Last night I was invited to attend my very first model party so without much thinking I donned the highest heels I could find in my possession (which elevated me just high enough to put me face to face with a commercial model) and ventured out to explore the world of glam. To my enormous surprise (and relief) I enjoyed it, courtesy of free drinks and a glam goodie bag which consisted of everything a conscientious model needs – an energy ball, some healthy suspiciously tasting beverage, notepad, pen (you know… to write down castings n’all) and of course – portable mobile phone charger, which actually was the only thing I used.
Anyway, I approached the subject of model world carefully. Attending parties and events is becoming about gaining writing material, and although, at some point in the night I was carried away a little bit while having my photo taken by a man with a big camera, I was on a constant alert trying not to miss any scandalous detail of the night but for a change I decided not to make travesty out of literally everything, I chose to keep my childish curiosity present as much as humanly possible.
What is model industry about anyway? Apart from rich man’s petting zoo, it’s also a business and for the first time instead of seeing models as pure gorgeous creatures, now I also see them as money making machines which too have their expiry date and for some of them, it is way less than Macbook warranty. Unfortunately, if you look past the glam and thigh gap, behind the allure of velvet skin and pouty lips, all you will uncover is bunch business people trying to make money. Model industry is grossing over $900m in revenue each year and the demand for it continues to grow. It’s under constant media scrutiny and despite being seen as a glamorous industry, it’s ruthless and exploitative, causing more damage than meets the eye. But I’ll stop here because I’ve done my piece of criticism in my earlier posts. Lets just enjoy the harmless experience of the party and, of course, beauty.
You can’t deny, it’s a fascinating world out there. Couple of hours of being surrounded by the best looking people in the city is like a luxury balm to our sore, excel-spreadsheet tired eyes. The party was hosted at the high end London hotel. The setting of course was spectacular, beautiful London skyline basking in the rich velvet purple and pink sunset, funky music, delicious cocktails – in short an environment where anyone with some charisma points could be somebody. It provides you with an uncanny validation, as if the the proximity to the lavishness itself pushes you through some magical wormhole to the world devoid of world hunger, ISIS, global warming, drug cartels, or Donald Trump. Instead you can enjoy the perks of the party world where cocktails are free and people are happy. However I wonder whether this festive feeling lasts beyond couple of weekends?
Being a model is not just about the looks – you tell them miss Tyra Banks, who taught me nothing about model world apart from it’s a vile jungle where you are either loudmouth fierce bitch or a quirky quiet girl who sits in the corner trying to avoid the drama. Regardless of your social skills and proverbial personality (a word which Tyra Banks used to cover up the complete lack of intellectual activity on behalf of certain contestants) high cheekbones always trump sweet nature or science degree. As I sat in the hotel lobby observing who’s arriving, I experienced some unknown, mind boggling symptom resembling twisted Déjà vu. All arriving girls wore black, all had lovely long dark hair and they all looked the same. It’s as if Christian Grey opened his own model agency where all women look liked like Anna Steele. Was there some dress code which I didn’t know about, but even so, I’d have to travel back in time, 15 years to be precise to fit the scene.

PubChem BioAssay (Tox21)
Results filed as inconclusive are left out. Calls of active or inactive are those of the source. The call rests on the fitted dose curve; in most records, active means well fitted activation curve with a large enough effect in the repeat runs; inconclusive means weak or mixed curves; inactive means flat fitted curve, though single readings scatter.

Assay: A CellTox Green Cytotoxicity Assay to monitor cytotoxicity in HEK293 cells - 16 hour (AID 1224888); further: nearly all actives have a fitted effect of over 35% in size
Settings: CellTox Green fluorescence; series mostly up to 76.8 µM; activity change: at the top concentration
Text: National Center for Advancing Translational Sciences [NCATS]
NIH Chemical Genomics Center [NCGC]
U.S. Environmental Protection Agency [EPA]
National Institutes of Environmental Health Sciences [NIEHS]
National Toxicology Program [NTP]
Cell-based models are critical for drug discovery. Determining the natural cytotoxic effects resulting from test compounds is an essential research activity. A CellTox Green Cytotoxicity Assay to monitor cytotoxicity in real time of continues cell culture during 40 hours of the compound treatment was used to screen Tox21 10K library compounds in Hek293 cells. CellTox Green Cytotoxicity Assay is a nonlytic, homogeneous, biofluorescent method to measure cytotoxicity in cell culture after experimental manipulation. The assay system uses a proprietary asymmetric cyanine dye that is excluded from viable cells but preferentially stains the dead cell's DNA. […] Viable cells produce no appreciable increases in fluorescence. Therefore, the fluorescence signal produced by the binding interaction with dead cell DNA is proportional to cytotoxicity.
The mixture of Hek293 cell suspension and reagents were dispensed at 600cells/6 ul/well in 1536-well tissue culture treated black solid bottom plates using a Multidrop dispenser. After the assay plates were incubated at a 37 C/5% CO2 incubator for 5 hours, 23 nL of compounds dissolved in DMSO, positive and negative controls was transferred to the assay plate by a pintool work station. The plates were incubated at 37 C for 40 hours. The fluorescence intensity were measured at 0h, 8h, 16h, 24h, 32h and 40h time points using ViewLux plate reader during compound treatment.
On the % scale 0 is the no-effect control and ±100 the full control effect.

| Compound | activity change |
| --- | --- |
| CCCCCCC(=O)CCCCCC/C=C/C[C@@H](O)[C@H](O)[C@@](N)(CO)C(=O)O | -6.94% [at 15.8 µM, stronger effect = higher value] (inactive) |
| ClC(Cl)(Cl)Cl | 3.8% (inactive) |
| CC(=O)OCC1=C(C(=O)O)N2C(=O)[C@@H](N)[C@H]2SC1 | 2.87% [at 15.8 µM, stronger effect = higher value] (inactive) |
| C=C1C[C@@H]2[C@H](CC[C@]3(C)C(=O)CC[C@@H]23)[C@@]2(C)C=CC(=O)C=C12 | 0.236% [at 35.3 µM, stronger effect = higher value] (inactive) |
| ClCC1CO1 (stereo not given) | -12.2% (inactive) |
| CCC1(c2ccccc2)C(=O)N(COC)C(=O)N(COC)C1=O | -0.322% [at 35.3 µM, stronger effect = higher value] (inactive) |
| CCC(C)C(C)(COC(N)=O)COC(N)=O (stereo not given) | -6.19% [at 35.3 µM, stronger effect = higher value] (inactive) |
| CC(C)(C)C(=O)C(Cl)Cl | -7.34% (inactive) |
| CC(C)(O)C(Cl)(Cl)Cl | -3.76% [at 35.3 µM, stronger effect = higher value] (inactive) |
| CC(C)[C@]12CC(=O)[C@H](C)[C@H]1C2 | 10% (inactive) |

We aren’t talking Victoria Secret here, where models are literally made out of sugar and spice and everything nice, whose trained, post child birth bodies would put my three-times-a-week gym bod (sounds a lot better than it actually is) to biblical shame. We are talking 17 (let’s hope at least) year old girls, hardly anywhere near full development, flocking to the bar to be admired (in the best case) or objectified (in the worst). Still, they carry this uncanny sense of demureness and innocence, which I scattered away so carelessly over the years.
Suddenly the quote: I felt like I was wearing patchouli in a room full of Chanel (Sex And the City) began echoing in my mind reminding me that for a brief moment I forgot who I was and what I came here for. The daze of the party feeling was dispersing in the air along with the guests leaving the scene. Magic has left the building. It was beginning to turn into an average club night with it’s lingering red-eyed guest looking for trouble. I grabbed my goodie bag and saw myself out. To answer to my earlier posed question, the festive feeling not only doesn’t last for couple of weekends, it wears out the moment the bar stops serving free drinks. But still, like every new addict, I’m looking forward to my next fix.